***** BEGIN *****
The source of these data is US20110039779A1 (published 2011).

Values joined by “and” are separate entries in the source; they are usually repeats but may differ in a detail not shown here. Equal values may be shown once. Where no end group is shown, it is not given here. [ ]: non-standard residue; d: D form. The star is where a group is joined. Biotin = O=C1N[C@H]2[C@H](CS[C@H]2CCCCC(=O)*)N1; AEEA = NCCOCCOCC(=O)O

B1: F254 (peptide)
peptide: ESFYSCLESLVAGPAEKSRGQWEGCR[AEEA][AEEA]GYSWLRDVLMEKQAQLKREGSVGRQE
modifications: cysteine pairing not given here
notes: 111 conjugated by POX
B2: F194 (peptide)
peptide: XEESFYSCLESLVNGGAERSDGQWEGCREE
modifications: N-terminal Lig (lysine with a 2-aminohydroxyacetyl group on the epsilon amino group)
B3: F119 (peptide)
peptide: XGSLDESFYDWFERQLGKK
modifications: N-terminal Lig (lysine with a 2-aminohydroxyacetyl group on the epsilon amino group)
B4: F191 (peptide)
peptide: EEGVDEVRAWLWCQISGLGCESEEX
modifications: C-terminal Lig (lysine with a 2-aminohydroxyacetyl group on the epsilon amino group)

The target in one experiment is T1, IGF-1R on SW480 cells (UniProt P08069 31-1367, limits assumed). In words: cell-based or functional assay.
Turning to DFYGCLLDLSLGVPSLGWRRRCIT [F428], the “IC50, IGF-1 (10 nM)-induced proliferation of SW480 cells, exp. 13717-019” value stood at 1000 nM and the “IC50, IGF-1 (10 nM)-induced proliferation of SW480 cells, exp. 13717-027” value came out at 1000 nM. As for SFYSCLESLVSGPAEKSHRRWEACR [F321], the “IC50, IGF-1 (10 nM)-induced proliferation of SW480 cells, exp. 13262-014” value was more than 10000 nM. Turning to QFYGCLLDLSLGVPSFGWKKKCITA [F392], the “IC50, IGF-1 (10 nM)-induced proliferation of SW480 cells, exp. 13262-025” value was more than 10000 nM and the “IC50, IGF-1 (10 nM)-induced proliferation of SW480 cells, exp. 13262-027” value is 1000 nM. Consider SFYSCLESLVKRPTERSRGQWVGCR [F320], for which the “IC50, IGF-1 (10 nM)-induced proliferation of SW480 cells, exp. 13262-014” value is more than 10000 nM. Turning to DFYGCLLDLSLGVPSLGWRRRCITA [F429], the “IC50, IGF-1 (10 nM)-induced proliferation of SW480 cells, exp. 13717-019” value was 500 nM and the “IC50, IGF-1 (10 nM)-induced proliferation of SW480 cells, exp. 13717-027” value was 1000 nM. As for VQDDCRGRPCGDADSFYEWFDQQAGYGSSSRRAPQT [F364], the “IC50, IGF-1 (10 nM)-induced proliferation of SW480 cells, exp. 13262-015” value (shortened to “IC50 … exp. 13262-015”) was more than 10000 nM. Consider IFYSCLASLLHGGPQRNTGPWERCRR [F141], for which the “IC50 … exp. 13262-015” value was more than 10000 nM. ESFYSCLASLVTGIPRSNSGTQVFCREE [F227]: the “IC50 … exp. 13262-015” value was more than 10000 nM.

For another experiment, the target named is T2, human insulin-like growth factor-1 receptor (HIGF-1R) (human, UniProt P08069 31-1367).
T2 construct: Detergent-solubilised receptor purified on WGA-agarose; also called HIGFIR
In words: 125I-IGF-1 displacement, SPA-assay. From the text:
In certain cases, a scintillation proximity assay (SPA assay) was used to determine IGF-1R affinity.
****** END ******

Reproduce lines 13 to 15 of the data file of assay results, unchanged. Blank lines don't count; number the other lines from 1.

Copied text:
B4: F191 (peptide)
peptide: EEGVDEVRAWLWCQISGLGCESEEX
modifications: C-terminal Lig (lysine with a 2-aminohydroxyacetyl group on the epsilon amino group)